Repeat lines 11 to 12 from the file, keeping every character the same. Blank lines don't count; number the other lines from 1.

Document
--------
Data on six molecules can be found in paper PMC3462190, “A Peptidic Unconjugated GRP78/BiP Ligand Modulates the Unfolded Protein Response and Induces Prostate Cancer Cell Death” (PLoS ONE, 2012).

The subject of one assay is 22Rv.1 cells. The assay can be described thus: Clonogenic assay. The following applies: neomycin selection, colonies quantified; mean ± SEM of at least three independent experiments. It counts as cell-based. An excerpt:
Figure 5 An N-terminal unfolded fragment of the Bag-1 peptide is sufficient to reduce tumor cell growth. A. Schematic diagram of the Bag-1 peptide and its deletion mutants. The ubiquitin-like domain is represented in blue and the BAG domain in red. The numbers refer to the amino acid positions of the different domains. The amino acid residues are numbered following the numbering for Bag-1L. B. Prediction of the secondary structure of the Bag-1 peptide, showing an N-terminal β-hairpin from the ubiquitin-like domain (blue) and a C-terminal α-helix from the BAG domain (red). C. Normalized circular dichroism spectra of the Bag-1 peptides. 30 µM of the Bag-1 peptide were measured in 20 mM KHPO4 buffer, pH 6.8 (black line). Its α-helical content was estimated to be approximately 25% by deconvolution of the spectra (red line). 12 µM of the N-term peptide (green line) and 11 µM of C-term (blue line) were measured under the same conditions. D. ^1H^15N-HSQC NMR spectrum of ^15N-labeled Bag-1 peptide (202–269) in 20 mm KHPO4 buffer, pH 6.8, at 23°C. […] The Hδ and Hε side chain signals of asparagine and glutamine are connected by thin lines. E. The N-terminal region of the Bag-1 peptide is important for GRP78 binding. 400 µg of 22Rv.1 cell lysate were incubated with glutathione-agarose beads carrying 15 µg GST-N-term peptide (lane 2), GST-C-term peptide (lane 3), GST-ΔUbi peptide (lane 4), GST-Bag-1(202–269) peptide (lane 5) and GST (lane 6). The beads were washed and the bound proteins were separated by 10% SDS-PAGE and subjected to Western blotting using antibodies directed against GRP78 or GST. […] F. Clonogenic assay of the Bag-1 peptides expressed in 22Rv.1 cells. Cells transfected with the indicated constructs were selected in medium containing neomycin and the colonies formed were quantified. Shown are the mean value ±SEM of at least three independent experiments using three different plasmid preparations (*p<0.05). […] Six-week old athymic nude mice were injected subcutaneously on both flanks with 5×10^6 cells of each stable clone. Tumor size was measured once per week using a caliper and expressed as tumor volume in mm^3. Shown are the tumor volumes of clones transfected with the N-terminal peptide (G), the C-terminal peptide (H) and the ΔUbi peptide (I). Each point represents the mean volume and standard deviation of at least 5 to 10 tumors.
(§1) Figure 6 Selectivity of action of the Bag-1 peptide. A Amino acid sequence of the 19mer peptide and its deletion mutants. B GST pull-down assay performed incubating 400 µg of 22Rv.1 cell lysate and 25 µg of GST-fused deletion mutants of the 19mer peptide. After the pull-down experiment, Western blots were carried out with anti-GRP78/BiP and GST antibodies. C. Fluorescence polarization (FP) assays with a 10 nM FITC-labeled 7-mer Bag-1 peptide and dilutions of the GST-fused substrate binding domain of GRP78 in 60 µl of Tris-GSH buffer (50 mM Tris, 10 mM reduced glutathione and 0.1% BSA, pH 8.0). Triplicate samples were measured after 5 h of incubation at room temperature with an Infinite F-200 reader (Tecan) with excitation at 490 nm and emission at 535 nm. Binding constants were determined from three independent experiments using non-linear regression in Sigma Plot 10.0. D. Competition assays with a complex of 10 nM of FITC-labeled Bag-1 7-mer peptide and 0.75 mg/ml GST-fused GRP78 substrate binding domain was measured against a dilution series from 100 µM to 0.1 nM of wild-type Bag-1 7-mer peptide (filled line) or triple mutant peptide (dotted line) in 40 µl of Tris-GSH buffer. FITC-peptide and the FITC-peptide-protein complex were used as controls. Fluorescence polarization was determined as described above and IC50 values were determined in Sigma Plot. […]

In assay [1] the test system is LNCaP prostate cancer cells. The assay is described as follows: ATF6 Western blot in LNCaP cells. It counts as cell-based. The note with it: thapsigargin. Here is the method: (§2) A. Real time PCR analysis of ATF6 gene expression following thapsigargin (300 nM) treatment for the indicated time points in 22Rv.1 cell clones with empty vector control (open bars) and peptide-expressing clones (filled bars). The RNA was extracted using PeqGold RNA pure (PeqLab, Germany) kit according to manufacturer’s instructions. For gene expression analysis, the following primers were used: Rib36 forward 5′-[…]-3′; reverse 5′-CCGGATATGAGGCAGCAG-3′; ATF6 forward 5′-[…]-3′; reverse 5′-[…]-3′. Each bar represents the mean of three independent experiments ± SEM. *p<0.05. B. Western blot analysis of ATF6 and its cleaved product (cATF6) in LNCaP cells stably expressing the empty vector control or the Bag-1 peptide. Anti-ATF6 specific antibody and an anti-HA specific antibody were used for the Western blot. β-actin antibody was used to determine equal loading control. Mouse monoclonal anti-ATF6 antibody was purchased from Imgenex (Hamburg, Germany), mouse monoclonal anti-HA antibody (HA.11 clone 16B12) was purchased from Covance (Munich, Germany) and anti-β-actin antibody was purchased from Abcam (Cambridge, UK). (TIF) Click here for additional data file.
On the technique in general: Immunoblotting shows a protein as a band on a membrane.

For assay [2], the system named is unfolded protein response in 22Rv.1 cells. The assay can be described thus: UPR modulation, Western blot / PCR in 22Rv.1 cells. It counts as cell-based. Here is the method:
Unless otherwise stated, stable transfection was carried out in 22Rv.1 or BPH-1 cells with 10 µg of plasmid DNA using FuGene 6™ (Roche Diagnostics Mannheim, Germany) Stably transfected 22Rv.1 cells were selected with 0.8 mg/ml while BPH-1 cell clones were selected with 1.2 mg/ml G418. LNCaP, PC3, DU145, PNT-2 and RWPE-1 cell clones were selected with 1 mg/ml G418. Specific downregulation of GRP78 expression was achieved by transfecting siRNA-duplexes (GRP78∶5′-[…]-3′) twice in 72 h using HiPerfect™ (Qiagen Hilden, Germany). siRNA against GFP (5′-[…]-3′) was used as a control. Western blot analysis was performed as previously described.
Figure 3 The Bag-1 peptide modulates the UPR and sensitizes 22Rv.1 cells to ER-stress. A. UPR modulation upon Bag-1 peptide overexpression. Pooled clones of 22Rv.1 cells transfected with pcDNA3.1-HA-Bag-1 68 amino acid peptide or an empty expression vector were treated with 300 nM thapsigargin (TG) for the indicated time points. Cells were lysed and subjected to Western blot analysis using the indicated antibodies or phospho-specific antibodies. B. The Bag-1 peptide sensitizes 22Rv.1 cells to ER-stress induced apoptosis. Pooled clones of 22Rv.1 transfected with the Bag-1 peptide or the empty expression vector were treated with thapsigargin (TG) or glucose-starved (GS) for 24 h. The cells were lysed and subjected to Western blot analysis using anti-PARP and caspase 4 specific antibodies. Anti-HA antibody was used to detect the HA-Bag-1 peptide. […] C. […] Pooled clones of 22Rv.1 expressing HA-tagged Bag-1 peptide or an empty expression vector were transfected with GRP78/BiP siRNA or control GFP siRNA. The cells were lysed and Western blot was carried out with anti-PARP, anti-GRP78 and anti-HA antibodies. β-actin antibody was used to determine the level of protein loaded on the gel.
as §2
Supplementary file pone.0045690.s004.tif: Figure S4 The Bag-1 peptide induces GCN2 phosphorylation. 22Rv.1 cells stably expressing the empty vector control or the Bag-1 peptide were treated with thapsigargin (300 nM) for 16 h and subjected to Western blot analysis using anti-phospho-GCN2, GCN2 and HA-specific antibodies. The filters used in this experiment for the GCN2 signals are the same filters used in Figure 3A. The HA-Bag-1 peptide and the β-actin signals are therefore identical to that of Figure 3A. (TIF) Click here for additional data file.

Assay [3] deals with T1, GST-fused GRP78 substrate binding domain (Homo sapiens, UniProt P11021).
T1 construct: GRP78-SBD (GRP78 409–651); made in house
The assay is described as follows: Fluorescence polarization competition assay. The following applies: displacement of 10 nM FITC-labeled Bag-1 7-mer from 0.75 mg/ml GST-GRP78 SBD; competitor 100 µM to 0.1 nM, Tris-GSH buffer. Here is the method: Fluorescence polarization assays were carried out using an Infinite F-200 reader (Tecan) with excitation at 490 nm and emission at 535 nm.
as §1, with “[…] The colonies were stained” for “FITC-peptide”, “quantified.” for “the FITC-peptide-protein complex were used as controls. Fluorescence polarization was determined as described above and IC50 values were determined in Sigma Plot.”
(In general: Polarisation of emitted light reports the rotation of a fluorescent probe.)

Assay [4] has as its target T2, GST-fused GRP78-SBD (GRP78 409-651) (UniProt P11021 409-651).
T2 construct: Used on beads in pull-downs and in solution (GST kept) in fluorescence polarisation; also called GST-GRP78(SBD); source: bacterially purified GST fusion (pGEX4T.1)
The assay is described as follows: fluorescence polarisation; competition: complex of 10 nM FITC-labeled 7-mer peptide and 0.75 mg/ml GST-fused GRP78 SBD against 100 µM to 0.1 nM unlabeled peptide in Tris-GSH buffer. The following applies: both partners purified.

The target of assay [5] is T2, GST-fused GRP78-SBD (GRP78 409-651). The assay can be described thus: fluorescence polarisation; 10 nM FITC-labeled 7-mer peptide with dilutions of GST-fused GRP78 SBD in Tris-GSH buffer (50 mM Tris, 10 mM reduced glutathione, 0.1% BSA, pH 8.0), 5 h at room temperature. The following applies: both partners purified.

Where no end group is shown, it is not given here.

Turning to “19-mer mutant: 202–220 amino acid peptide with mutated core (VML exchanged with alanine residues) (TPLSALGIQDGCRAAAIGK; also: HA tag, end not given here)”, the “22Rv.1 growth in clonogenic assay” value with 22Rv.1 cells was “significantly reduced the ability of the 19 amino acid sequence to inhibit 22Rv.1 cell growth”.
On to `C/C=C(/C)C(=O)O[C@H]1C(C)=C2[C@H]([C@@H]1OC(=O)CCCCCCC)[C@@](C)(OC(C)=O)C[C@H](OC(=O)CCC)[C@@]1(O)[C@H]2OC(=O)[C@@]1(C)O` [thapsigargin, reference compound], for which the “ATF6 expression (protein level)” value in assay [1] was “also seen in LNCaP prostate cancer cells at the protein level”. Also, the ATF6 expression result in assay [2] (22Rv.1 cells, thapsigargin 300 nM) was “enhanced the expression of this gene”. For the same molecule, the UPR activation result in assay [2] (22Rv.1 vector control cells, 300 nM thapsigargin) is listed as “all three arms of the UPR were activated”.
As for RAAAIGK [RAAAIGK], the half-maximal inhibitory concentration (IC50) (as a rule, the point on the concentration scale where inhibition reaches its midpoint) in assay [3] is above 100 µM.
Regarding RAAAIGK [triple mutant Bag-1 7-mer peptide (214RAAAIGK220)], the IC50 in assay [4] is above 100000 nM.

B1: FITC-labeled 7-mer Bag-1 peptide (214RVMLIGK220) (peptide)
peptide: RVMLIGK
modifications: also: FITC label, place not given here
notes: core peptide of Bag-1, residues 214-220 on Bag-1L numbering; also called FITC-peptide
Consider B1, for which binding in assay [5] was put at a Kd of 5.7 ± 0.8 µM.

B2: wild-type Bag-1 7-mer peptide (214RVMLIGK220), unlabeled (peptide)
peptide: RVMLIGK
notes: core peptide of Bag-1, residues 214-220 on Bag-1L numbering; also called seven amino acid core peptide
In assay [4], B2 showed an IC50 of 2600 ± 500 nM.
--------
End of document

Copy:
Supplementary file pone.0045690.s004.tif: Figure S4 The Bag-1 peptide induces GCN2 phosphorylation. 22Rv.1 cells stably expressing the empty vector control or the Bag-1 peptide were treated with thapsigargin (300 nM) for 16 h and subjected to Western blot analysis using anti-phospho-GCN2, GCN2 and HA-specific antibodies. The filters used in this experiment for the GCN2 signals are the same filters used in Figure 3A. The HA-Bag-1 peptide and the β-actin signals are therefore identical to that of Figure 3A. (TIF) Click here for additional data file.

Assay [3] deals with T1, GST-fused GRP78 substrate binding domain (Homo sapiens, UniProt P11021).